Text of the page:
Expanding on work accomplished through an earlier collaborative research grant, this project aims to build a new digital platform for an in-depth study of the ancient Egyptian funerary culture and its media. The main outcome will be a digital platform that allows to display a coffin in 3D and where users will be able to pan, rotate, and zoom in on the coffin, clicking on areas of text to highlight them and view an annotated translation together with other metadata (transcription of the hieroglyphic text, bibliography, textual variants, museological data, provenance, etc.)

In the ancient Egyptian language, coffins and sarcophagi used to preserve the mummy were literally called “chests of life” in order to express the desire of (re-)birth and life after death in the netherworld, where the deceased would assimilate to the gods. These coffins belonged to female and male individuals who were part of the elite of the society; they were expensive funerary items, which skilled scribes and artists decorated (inside and outside) with texts and images concerning the journey of the deceased in the netherworld and the gods and other supernatural creatures populating those regions. Wooden and stone mummy cases are central items of the Egyptian collections around the world and they were in use already since the Second Millennium BCE throughout the Greco-Roman Period. At present there is a renewed international interest in the study of ancient Egyptian coffins, with conferences and research projects studying particular coffin and burial-assemblages from prominent religious cult centers in Egypt such as Thebes (see the Lisbon-based project on Bab el-Gasus) or focusing on the coffin painting techniques and workshop production (see the Vatican Museum-centered “Vatican Coffin Project”).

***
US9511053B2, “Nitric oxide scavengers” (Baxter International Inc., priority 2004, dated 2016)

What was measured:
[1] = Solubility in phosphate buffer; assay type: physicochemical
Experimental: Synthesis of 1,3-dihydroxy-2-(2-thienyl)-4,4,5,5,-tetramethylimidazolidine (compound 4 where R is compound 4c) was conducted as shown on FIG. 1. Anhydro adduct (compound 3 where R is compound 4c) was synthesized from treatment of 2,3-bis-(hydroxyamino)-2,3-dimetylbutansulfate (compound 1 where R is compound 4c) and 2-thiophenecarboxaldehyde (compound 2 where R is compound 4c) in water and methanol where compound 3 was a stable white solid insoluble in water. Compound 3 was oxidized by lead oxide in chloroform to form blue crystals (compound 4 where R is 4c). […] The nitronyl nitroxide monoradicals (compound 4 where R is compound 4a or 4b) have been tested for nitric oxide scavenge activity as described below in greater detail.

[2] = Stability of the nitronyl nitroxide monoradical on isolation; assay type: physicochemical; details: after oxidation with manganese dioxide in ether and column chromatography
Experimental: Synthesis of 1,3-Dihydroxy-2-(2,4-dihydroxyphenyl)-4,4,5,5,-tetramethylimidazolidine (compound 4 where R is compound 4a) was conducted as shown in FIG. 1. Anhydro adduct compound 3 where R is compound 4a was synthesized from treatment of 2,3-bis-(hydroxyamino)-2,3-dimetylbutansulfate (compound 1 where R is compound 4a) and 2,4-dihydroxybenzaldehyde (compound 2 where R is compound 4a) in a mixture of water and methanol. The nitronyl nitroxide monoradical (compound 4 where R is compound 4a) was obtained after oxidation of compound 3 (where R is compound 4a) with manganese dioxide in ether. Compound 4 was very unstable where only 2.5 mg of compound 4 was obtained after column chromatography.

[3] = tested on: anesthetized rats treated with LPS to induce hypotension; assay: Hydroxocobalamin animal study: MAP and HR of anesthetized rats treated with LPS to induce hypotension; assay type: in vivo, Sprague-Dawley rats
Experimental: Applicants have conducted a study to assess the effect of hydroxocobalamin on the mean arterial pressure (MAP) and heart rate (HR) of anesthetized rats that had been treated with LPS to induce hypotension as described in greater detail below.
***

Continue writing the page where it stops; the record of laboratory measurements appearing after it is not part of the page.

However, there has been no comprehensive attempt, until now, to investigate the very complex function of the coffin decoration as an important media of the ancient Egyptian funerary culture and to understand how textual and iconographical patterns developed and are distributed on the interior and exterior surface of each coffin, which is in itself a fully independent, small-scaled architectural and conceptual entity, closely connected to the larger context of the tomb and of its decoration and funerary equipment. Through the study of the coffins decoration, one can gain new insights on the rituals which took place before burial, understand the materiality of the texts mapped on the object and explore new approaches of study of the ancient Egyptian religion and ideas on death and the afterlife.

It is especially by looking and visualizing an object in its tridimensionality that one can better understand how its textual and iconographical decoration is fully embodied on its media (the coffin itself); a 3D visualization of the inscriptions, in particular, allows us to read them without losing the sense of the specific section of the lid where it has been inscribed, at the same time allowing us to put special emphasis on the visualization of the text in a physical context, working on the relationship of the inscriptions to their support, the form and varieties of hieroglyphs and words and how they are closely related to the images embedded among the texts and complementing them.

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